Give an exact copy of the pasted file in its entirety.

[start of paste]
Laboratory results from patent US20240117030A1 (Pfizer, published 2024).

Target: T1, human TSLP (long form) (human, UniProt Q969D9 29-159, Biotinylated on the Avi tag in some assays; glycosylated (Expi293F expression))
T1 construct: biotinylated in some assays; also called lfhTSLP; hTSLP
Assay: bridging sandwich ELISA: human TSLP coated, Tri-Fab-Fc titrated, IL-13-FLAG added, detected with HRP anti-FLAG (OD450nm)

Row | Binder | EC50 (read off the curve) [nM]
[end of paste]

Laboratory results from patent US20240117030A1 (Pfizer, published 2024).

Target: T1, human TSLP (long form) (human, UniProt Q969D9 29-159, Biotinylated on the Avi tag in some assays; glycosylated (Expi293F expression))
T1 construct: biotinylated in some assays; also called lfhTSLP; hTSLP
Assay: bridging sandwich ELISA: human TSLP coated, Tri-Fab-Fc titrated, IL-13-FLAG added, detected with HRP anti-FLAG (OD450nm)

Row | Binder | EC50 (read off the curve) [nM]